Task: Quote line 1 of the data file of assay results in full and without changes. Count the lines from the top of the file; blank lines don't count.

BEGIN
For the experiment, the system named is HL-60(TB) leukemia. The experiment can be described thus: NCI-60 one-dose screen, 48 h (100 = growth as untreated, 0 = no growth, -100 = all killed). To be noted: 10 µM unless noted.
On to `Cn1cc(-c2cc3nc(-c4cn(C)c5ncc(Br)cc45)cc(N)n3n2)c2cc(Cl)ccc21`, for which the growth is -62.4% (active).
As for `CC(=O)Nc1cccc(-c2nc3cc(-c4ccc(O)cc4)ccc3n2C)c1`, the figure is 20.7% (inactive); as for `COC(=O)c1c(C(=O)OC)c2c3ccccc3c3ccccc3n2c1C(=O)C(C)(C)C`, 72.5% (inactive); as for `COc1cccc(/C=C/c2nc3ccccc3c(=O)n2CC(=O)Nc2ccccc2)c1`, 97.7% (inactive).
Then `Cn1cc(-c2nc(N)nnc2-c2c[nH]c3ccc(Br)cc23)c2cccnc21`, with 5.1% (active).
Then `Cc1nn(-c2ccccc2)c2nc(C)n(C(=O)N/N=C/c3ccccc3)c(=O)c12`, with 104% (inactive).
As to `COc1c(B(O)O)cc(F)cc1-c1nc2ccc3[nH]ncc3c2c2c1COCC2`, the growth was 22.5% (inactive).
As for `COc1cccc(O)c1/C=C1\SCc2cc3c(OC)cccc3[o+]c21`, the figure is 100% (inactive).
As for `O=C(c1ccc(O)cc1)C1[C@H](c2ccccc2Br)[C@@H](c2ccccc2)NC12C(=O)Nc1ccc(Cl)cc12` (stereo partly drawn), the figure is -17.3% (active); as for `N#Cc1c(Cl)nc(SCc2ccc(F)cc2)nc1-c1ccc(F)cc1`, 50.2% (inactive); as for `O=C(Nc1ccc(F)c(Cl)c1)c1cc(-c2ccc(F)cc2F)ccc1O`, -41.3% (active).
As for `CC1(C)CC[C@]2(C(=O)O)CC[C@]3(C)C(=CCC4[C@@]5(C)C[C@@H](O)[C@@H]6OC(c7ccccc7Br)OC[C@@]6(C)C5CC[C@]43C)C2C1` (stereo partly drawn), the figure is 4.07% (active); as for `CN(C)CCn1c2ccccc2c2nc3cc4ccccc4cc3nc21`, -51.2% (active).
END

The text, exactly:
For the experiment, the system named is HL-60(TB) leukemia. The experiment can be described thus: NCI-60 one-dose screen, 48 h (100 = growth as untreated, 0 = no growth, -100 = all killed). To be noted: 10 µM unless noted.